Recent Research About Nursing, October 2010

    • October 28, 2010

A newly published study finds that nurses who participated in a one-year hospital nurse residency program were less stressed, more clinically savvy and much more likely than their peers to stay with their employer after the first year.

The study by University of Nevada-Las Vegas nursing professor Susan Kowalksi, Ph.D., R.N., C.N.E., focused on residency programs in two Las Vegas hospitals, and was published in the Journal of Nursing Management. Kowalski developed the program in 2007 in the face of a 30 percent turnover rate among first-year nurses at the hospitals. Once the program was in place, she tracked turnover for two consecutive years. The turnover rate dropped to 22 percent in the first year of implementation, and to just 4 percent in the second year.

In addition, Kowalski reports improvement in participating nurses’ stress and anxiety levels, clinical competency and overall job satisfaction.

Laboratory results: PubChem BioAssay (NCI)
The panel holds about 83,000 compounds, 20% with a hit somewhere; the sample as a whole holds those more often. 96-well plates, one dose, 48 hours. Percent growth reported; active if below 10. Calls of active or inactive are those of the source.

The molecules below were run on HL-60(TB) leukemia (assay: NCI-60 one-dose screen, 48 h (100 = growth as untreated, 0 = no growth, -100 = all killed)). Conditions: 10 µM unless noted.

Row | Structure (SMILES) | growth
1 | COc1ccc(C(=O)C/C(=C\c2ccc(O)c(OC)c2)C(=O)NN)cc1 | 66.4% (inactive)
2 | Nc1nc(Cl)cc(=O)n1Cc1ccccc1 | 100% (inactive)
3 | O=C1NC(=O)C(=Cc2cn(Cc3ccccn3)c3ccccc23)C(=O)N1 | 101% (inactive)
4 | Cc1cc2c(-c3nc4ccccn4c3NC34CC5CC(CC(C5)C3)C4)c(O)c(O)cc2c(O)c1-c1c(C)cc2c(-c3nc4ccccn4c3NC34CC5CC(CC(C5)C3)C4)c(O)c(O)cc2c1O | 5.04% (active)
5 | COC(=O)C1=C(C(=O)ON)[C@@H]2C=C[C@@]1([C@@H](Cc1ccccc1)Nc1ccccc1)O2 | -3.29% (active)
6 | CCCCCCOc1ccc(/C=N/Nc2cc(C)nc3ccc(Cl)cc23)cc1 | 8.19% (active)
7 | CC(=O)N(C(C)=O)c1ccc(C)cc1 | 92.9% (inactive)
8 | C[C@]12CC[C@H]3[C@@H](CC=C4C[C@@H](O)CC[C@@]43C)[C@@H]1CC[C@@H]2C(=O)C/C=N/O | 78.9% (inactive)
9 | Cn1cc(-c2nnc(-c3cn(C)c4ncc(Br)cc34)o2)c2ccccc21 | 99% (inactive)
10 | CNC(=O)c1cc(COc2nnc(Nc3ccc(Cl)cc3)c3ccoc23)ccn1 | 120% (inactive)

“Residency programs result in more confident and successful nurses, but they also positively affect the bottom line,” says Kowalski, noting that nurse recruitment and training can cost employers many thousands of dollars per nurse. “The jump from clinical and simulated training to the real thing can be stressful for new grads, but mentoring and peer support through transition programs work and ultimately keep nurses in the profession where they’re needed.”

Nurses Identify Top Time-Wasters

A new survey identifies nurses’ top time-wasters and redundant tasks—and missing supplies and paperwork annoyances figure prominently in the results.

The survey by the Healthcare Management Council, a for-profit health care consulting company, asked nurses to list the top time-wasters in their day. More than half (55 percent) cited inefficient document procedures, particularly electronic document procedures that require entering the same information twice in incompatible systems. Next on the list is a longstanding nuisance, searching for and retrieving supplies and equipment, which was listed by nearly one-fifth of nurses (19 percent). Also on the list: waiting for treatment rooms to open; locating patients mistakenly assigned to other units; waiting to hear back from physicians to receive medication orders and other necessary information; and redundant communication with families when there is no clear family point of contact.